The Transplanted Gardener in the Big Valley, distracted by little landscapes

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    In back of Kimberly Pfendler’s mountaintop home, a curtain of flowers on an imposing bottlebrush buckeye.
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The discovery of a new (to me) plant causes so many emotions: an appreciation of the part nature plays in making this a more beautiful world, a better place. Also lust and greed.

I found ColeonemaCalifornia Sunset’ (Breath of Heaven) (second photo above) while on a weeklong return to my old haunts in the Golden State. And I would say, “Gotta have it,” if only it were winter-hardy in the harsh climes of the heart of the Heartland.

This golden evergreen takes summer heat and drought like a champ. It grows up to 6 feet tall, is deer-resistant and has tiny pink flowers in spring, though it is gorgeous all year.

Recommended: 10 Timeless backyard games for warm weather fun

Alas, it is hardy only to Zone 7. And I live in Zone 5. Figures.

I encountered this glowing subshrub on the grounds of the Calistoga Ranch, a tony resort that is part Boy Scout camp, part nature preserve, and all pampery spa. Grounds manager Steve Ferrini gave me the particulars on this signature plant in his landscape. Between hiking the grounds’ craggy mountains, spying on blue herons in its wetlands, and taking the landscape tour at the ranch, you can get a full upload of indigenous NoCal gardening info.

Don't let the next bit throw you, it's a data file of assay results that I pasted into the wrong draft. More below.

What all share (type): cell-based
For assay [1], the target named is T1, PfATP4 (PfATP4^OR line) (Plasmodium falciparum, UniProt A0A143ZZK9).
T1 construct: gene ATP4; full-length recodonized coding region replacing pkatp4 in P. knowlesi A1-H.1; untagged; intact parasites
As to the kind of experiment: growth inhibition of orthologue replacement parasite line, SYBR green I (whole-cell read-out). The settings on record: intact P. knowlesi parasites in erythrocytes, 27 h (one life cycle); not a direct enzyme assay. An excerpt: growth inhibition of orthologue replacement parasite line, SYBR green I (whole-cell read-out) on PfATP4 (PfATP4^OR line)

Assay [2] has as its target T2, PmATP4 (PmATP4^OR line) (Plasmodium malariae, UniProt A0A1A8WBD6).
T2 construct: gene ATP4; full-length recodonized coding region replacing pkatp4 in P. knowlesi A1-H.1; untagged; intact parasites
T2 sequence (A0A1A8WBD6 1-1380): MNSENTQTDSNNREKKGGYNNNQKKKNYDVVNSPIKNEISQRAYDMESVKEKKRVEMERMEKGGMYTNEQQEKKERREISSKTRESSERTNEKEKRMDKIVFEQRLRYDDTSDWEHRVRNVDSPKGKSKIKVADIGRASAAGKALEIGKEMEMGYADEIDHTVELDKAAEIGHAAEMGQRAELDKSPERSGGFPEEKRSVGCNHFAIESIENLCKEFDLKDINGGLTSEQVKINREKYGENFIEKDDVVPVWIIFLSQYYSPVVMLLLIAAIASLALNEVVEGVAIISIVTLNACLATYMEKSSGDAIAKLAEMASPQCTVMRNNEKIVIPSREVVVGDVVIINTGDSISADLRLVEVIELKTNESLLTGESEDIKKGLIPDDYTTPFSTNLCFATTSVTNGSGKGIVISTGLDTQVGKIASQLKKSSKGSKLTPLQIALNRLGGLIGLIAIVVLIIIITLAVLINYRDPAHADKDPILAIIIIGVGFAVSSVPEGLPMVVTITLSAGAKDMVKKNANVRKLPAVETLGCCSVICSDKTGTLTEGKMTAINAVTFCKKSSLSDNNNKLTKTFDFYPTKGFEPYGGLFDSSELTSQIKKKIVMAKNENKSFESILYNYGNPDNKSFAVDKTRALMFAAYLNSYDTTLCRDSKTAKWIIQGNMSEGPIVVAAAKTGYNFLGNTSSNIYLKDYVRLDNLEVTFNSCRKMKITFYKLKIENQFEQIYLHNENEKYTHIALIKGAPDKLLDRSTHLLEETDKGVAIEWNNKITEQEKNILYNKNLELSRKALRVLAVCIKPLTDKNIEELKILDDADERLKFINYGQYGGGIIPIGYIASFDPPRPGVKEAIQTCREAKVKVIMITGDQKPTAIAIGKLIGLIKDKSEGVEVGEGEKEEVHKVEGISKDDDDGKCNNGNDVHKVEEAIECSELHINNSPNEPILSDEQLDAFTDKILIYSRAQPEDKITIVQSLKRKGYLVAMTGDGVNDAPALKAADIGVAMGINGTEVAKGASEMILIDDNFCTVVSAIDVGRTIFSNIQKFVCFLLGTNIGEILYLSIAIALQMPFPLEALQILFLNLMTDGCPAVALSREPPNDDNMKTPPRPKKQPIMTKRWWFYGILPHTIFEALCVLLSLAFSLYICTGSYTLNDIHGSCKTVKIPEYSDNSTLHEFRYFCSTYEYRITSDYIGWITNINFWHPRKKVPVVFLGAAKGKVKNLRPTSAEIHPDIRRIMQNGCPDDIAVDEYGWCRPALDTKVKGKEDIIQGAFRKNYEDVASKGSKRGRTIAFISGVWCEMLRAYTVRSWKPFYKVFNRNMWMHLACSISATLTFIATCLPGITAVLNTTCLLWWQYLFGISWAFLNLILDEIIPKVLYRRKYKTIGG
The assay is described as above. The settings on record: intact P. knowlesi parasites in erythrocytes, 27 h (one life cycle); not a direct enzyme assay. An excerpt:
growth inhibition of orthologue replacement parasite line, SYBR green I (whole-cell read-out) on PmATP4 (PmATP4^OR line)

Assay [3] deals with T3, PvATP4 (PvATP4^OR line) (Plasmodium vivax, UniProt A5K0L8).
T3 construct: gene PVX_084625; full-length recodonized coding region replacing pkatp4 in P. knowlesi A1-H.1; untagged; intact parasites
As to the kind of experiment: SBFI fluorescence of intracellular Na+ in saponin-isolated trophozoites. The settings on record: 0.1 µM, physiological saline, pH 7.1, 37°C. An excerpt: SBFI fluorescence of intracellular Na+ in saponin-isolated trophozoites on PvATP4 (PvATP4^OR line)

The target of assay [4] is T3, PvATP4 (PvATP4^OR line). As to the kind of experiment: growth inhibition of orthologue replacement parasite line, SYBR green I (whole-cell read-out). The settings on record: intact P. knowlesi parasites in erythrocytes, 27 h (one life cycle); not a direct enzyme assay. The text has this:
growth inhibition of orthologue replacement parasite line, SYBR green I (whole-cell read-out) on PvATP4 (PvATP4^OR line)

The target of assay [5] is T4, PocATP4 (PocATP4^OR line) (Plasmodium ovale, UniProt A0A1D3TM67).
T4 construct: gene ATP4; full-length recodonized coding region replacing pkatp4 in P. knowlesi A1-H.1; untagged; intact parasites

Another plant I encountered gave me a fuller appreciation of its appeal as a specimen. I had a bottlebrush buckeye (Aesculus parviflora) – see first photo above -  when I lived in the wilds of the fog-tinged Oakland hills (I used to go up to Napa and Sonoma on summer weekends to get warm!), but never have I encountered one so grand and so fully loaded.

At the 1,000-acre estate of grape grower and onetime actress Kimberly Pfendler, seven of us dined (and quite well, thank you) under its floriferous boughs. Heck of a view from on high, too.

One more vista to point out: Moving down valley, I stayed at Rancho Caymus, a small Spanish mission-style inn in downtown Rutherford. Like many houses of this style, it encompasses a central courtyard, this one quite lush,  shady, and protective.

Do I covet the plants therein? Well, of course, but that’s not the point. What I hanker for is the courtyard itself. (See photo at left.) Can’t you just picture it tacked onto a three-story Victorian surrounded by corn and soybeans?

What else I’m into this week: “Web Site Story,” wherein the Sharks and the Jets deal with the inequities of Facebook, Twitter, and eHarmony in somehow familiar song and dance.

Editor's note:  For more garden articles – at least two new ones daily – click here. To locate more Monitor garden blogs – including a number by the Transplanted Gardener – click here.

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